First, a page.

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Old Peter’s Russian Tales in 3 Novels


THE FAIRY TALES: Russian fairy tales

THE SOURCE: Old Peter’s Russian Tales (1916) by Arthur Ransome


THE NOVELS: The Snow Child by Eowyn Ivey, Blood Red, Snow White by Marcus Sedgwick, The Wolf Princess by Cathryn Constable

russia winter carnival

Once upon a time, there was an Englishman named Arthur Ransome who went to Russia and wrote a beloved book of fairy tales, Old Peter’s Russian Tales.  Later, he returned to England and wrote a beloved children’s book, Swallows and Amazons.

Oh, and he was probably a spy.

Old Peter’s Russian Tales remains a magical book and a great introduction to Russian fairy tales.  (Incidentally, I can’t believe my local library have removed it from circulation!  What are they thinking?!?)  Written in 1916, it introduces well-known characters of Russian folklore such as Baba Yaga, Prince Ivan and the Firebird.  Because Ransome wrote the book for English children, to whom the Russian stories were entirely new, he made them accessible by creating an outer story that links all the tales together.  Old Peter is a grandfather who lives in a hut in the forest and tells fairy tales every night to his grandchildren, Vanya and Maroosia (Russian versions of John and Mary, two very common names for English children at the time).

The tales he tells are linked to incidents in the family’s life, as they go through the different seasons of the year.  Vanya and Maroosia also like to interrupt and comment on the tales, and the conversations between them and their grandfather create a cosy, reassuring picture of life in the forest, ideal for a children’s bedtime story, and softening some of the harsher, scarier aspects of Russian folklore.

In this article, I would like to look at three modern novels that take inspiration from Old Peter’s Russian Tales.  The first is The Snow Child by Eowyn Ivey.

the snow child

The Snow Child by Eowyn Ivey

The Snow Child is a direct re-telling of one of the tales, “The Little Daughter of the Snow,” re-located in Alaska in the 1920s. Jack and Mabel, a middle-aged couple, have moved to Alaska to make a fresh start in the face of their childlessness.  But things prove difficult.  The land is hard to tame, and Mabel cannot escape her grief.  However, when the first snow falls, they find themselves building a snowman, or rather a snow girl.  The next day, the snow girl has disappeared and there are tracks in the snow.  Jack and Mabel start to catch glimpses of a girl with fair hair and a red fox, lingering around their cabin.  So begins their relationship with Faina, the mysterious girl from the forest, who seems as untameable as the land itself.  Who is she?  Is she really a snow child come to life, or just an ordinary girl with a tragic past?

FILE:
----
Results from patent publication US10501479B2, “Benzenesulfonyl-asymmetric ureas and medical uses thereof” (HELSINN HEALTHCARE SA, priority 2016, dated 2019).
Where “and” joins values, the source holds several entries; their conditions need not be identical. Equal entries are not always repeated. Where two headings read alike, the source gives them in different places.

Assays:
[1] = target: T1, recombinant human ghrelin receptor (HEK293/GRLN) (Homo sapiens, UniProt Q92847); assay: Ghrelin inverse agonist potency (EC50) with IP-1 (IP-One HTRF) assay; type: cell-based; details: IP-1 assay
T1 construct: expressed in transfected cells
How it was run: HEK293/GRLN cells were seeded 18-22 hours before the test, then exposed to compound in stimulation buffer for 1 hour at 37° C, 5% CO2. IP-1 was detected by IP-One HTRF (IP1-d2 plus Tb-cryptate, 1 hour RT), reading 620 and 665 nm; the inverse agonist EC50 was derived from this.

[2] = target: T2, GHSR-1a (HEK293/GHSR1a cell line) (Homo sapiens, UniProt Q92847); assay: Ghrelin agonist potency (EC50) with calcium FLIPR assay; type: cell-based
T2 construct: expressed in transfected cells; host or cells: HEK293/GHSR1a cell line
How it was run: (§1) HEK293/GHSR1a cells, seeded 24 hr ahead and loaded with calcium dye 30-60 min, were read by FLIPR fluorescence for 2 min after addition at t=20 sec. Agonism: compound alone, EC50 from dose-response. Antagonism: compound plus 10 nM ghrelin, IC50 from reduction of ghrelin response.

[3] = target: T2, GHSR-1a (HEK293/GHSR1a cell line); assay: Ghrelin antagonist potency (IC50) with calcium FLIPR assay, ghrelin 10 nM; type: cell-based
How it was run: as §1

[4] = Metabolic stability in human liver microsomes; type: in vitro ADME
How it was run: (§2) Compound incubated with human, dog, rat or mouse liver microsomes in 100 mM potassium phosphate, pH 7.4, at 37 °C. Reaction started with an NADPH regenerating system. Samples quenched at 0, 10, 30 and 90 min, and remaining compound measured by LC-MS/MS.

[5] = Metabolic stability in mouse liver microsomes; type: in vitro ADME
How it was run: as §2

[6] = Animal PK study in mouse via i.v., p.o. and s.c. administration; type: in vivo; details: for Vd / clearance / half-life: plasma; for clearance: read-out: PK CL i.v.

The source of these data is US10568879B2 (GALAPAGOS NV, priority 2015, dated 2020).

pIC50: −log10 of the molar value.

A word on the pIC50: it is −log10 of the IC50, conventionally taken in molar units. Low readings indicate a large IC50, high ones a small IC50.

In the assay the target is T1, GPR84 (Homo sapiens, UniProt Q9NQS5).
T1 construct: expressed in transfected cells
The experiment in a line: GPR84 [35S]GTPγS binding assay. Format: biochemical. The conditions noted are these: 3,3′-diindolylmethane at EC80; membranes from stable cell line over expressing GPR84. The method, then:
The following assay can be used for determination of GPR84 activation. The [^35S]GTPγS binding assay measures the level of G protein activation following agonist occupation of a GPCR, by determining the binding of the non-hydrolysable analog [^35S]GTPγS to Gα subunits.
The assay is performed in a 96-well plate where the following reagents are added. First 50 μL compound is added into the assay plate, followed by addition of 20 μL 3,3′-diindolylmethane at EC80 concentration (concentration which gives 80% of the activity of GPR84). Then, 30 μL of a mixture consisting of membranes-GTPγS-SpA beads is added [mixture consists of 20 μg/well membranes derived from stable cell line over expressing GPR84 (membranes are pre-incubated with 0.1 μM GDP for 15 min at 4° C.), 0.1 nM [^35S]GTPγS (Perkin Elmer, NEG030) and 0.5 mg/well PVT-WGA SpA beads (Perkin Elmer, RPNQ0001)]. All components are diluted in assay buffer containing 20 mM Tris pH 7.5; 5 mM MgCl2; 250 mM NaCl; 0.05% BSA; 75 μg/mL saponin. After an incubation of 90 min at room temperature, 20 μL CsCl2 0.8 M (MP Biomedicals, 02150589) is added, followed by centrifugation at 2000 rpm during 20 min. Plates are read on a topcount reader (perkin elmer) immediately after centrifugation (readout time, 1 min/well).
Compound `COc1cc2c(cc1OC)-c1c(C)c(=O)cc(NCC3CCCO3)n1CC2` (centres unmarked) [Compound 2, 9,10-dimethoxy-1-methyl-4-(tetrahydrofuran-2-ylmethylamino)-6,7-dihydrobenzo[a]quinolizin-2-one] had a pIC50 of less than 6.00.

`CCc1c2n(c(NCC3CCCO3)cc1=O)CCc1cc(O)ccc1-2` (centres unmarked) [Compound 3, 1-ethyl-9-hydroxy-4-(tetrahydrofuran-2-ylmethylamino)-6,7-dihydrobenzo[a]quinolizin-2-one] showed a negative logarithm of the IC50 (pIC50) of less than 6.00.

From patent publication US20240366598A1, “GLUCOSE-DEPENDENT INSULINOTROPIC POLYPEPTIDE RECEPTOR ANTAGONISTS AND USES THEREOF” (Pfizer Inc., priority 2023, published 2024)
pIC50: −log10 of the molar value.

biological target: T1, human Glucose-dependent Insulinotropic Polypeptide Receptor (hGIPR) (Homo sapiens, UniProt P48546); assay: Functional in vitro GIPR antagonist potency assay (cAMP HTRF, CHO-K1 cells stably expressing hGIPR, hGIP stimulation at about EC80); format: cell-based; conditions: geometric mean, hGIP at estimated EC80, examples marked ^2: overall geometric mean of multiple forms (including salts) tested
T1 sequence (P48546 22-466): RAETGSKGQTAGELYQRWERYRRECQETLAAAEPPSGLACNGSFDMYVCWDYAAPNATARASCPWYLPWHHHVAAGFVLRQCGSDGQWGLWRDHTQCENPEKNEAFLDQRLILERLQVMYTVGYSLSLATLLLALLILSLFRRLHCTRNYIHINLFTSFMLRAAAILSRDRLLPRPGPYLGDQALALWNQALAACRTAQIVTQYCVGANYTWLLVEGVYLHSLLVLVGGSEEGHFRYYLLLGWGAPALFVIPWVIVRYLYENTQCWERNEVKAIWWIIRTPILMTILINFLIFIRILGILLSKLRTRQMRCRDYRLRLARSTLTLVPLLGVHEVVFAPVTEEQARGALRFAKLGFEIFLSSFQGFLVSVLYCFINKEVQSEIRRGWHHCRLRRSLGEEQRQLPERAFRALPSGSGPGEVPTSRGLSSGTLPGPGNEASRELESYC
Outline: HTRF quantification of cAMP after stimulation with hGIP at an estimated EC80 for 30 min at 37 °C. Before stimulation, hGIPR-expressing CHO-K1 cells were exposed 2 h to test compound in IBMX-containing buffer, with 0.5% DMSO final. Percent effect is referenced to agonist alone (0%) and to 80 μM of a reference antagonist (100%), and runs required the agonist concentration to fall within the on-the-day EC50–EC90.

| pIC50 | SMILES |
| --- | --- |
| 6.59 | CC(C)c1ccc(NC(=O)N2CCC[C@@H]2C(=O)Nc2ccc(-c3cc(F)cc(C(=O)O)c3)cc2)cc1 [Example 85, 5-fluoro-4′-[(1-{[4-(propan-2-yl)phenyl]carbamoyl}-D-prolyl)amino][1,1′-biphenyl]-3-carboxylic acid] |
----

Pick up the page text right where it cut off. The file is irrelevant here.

In the original tale, the snow girl runs away when springtime comes, but Eowyn Ivey takes the story further and deeper. Faina returns year after year, and as she grows, so the neighbors’ son, Garrett, falls in love with her.  What will happen if Faina becomes a mother herself?  Can she ever settle down to an ordinary, domestic life?

Another important difference is that it is never certain who and what Faina is.  Mabel is convinced she is a snow child come to life.  She grows overheated indoors and always goes away in the springtime.  Jack believes she is an ordinary child, and sets out to find her past.  There is always a level of ambiguity, certain things that are never explained.  It is up to the reader to make up their own mind about what happens to Faina at the end of the book.

Eowyn Ivey maintains a close relationship with Old Peter’s Russian Tales throughout the book.  The novel begins with a quotation from “The Little Daughter of the Snow,” and includes the entire story as an appendix.  It is also woven into the text itself.  Mabel remembers having a book of fairy tales in which an old couple make a snow child who comes to life, and asks her sister to send it to her.  When the reply comes, the sister says:

“As to your request for this book, it is a pure stroke of luck that I was able to send it to you.  A student from the university, a Mr Arthur Ransome, has been sorting through Father’s collections and was particularly enamoured with this book.  Of all subjects, he is studying fairy tales of the Far North.” (1)

Arthur Ransome is then able to tell Mabel’s sister what the story says (as it is all in Russian) and provide some commentary on different versions of the tale.  This little incident does not quite correlate with the actual details of Arthur Ransome’s life (as we shall see shortly), but it is lovely for Eowyn Ivey to pay homage to him by making him a character in the story.  For a truer-to-life account of Arthur Ransome, we need to turn to our next novel.

blood red snow white

Blood Red, Snow White by Marcus Sedgwick

Blood Red, Snow White is a tale about Arthur Ransome himself.  Particularly his years in Russia.  As a young man, before the revolution, he falls in love with Russia – a magical land – and after the revolution he falls in love with Trostsky’s secretary, Evgenia.  It is these loves that really direct his actions, but being where he is – an Englishman in Moscow in the early 20th century – he finds himself being used as an agent by both Trotsky and the English government.

Old Peter’s Russian Tales is woven throughout the novel.  It begins – as does Ransome’s book – with Old Peter living in the forest with his grandchildren.  But instead of retelling old Russian tales, Marcus Sedgwick begins to tell the story of the Russian Revolution as if it were a fairy tale.  This is a clever idea, as it makes complex political events easier to understand.